Every year, Americans throw away nearly half their food. Half! That discarded food is estimated to be worth nearly $165 billion a year, which is not only a fairly damning indictment of modern consumer society, but also bad business. Of course the macro view--while good for grandstanding--isn’t always the best way to look at things. Sometimes it’s better to get up close and personal with the ugly side of life, which is just precisely what the photographer Joe Buglewicz did with his series, Rotten, a visual exploration of spoiled fruit, vegetables, and (in one instance) a particularly odorous sandwich. The images are vile, but also serve as an artful reminder of just what perishable really means.
Here, the photographer shares his thoughts on taking pretty photos of ugly things, our hopelessly wasteful culture, and which rotten foods produced the most pungent odors.
While the images immediately conjure ideas of waste, sustainability, and the passage of time Buglewicz says the project didn’t start with any sort of ideology in mind: "It just started off more as a personal motivation to waste less food around the apartment. But over time I started reading more about food waste in the U.S., and the numbers kind of floored me."
What if we redirected those billions of dollars a year? During these economic times, it’s a rather shocking fact that so much money could be saved by just simple planning and thinking ahead. "At the time, the news cycle and government were talking all about deficit reduction, cutting funding for the National Endowment for the Arts, PBS, etc.," says Buglewicz. "It kind of amazed me that if we curbed our waste even by less than half, that money could pretty much fund both programs. I know in the end it’s a much more complicated system than that (I’m definitely no expert), and this isn’t a distinctly American problem, but the thought kind of kept me going and has made me think about where to take the project next."
The entire project calls into question our priorities about food and spending, but on a broader aesthetic level, it also calls into question the notion of standards of beauty, by artfully depicting things that are fairly revolting. "At the time, I was shooting a lot of restaurants trying to make [their food] look appetizing, so I wanted to photograph these spoiled items with the same care that goes into shooting normal food," he says. "People go through such an effort to make things look delicious and beautiful, even to the point of spraying all sorts of chemicals on them, so it was also fun to play with those conventions of food photography.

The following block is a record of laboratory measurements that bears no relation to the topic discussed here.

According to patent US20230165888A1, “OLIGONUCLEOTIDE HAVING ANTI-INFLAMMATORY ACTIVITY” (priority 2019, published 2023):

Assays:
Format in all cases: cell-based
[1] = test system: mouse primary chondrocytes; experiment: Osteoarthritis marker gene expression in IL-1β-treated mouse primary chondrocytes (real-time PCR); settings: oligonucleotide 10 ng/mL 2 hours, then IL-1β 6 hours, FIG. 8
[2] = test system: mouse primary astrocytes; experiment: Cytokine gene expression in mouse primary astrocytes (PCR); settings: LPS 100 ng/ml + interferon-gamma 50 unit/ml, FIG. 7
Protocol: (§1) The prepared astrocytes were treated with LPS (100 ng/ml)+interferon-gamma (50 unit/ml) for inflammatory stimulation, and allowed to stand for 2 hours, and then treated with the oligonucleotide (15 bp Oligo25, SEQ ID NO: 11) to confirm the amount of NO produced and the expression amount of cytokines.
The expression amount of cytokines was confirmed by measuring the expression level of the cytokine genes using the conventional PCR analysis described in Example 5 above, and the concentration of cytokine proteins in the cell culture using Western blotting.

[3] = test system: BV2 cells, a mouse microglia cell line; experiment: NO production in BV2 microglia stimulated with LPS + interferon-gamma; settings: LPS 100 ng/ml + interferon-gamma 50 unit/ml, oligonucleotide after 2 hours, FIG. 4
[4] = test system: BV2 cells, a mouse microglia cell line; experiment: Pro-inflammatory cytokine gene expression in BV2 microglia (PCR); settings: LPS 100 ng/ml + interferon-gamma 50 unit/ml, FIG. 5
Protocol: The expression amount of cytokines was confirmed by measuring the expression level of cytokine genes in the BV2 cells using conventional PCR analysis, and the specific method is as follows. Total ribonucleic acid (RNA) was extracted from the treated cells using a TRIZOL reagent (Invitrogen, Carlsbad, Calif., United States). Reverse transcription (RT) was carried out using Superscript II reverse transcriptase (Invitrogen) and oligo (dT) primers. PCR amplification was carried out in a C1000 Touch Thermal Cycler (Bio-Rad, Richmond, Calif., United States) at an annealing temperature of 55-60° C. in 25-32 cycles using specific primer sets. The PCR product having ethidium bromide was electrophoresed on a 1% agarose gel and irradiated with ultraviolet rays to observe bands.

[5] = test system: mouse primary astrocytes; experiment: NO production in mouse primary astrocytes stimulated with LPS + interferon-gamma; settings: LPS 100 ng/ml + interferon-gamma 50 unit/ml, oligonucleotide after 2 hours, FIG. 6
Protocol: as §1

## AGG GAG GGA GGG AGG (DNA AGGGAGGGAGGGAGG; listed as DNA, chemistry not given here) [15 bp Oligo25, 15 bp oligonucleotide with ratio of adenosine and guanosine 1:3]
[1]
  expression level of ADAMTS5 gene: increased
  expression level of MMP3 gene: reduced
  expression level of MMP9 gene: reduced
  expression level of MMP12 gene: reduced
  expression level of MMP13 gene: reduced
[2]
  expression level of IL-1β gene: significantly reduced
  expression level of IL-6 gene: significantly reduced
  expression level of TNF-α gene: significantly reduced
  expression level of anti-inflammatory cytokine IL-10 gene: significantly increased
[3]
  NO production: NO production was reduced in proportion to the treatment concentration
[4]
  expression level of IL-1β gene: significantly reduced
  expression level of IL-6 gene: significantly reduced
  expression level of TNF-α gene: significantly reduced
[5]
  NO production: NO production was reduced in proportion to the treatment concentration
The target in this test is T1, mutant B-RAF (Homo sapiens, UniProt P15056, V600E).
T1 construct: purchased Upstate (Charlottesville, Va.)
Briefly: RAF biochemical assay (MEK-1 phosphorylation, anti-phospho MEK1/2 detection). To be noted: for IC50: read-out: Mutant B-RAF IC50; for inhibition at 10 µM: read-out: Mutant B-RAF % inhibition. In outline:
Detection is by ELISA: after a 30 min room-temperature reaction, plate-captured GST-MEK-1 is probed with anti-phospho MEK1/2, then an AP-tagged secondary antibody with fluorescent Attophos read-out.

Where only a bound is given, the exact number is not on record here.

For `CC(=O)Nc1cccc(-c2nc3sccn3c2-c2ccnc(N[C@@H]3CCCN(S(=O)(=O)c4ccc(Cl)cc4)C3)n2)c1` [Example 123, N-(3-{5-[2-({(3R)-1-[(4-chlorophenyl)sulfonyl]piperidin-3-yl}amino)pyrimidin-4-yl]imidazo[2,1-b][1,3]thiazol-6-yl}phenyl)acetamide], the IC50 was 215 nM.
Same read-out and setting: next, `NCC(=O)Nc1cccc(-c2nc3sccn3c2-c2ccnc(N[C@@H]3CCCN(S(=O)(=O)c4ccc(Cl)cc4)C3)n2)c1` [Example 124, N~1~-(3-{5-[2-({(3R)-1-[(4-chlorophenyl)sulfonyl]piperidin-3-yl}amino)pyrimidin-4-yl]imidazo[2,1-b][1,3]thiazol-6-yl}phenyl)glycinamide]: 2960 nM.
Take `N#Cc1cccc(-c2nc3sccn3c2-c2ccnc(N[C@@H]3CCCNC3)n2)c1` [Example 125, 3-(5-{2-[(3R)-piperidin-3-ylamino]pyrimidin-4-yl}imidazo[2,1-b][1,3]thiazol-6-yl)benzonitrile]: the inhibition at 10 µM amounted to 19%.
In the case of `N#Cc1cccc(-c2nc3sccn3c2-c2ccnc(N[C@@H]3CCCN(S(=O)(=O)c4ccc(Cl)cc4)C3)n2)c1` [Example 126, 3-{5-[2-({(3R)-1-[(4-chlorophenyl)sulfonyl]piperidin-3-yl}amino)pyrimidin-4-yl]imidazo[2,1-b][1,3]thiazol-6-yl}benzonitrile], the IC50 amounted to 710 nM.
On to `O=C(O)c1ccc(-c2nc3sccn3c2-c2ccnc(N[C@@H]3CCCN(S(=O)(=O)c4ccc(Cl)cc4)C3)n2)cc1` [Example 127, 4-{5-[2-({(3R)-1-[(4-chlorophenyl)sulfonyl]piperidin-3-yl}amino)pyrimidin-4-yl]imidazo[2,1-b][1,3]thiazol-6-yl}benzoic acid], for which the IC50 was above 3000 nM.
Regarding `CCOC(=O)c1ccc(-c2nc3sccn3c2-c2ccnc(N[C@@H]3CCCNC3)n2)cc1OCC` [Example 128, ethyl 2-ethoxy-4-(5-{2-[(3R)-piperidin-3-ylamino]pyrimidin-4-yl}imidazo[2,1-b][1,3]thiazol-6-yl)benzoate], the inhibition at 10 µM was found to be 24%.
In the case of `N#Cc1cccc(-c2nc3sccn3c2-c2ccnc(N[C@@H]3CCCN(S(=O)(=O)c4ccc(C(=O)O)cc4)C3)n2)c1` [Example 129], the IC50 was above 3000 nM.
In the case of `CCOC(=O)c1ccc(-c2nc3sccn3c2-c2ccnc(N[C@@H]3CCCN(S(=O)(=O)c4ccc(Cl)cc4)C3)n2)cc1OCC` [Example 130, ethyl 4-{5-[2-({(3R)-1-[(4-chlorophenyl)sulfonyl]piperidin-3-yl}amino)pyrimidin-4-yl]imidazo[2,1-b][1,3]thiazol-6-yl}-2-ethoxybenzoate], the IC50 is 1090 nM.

Buglewicz’s work also alters how we view rotting food. When you find it in the refrigerator, you want to get it out of the house as quickly as possible. At the remove of viewing the photos, you can see the beauty in nature’s natural disposal process. Says Buglewicz: "It was fun to kind of strip out the environment and provide an odor-free way for people to gawk at the 'beauty’ of mother nature."
And how did the more utilitarian aim of the project--to create less waste in his own life, go? Not so well, in that he continually had items to shoot. "All the items were shot in my apartment over the course of this year. None of the food in the images was intentionally left to go bad, so it was all just a matter of circumstance," he says. "Living with four other people can really fill up a fridge, so most items ended up being buried or stuck in the bottom on the vegetable crisper. Generally once every few weeks the fridge would provide me with a few subjects. I would open the door, smell something disgusting and start rooting through to find the culprit."
What’s next? Finding ways to expand the idea of this project to a larger statement on the food system: "After reading a lot of the statistics and numbers, realizing that everything is pretty interconnected, I’d like to maybe apply that somehow. Also, I’ve been thinking about how our culture continues to get more and more visual. For better or worse a page full of numbers just doesn’t have the same effect as a good visual. It might be fun to try and find a way to portray it in a relatable and aesthetically similar way."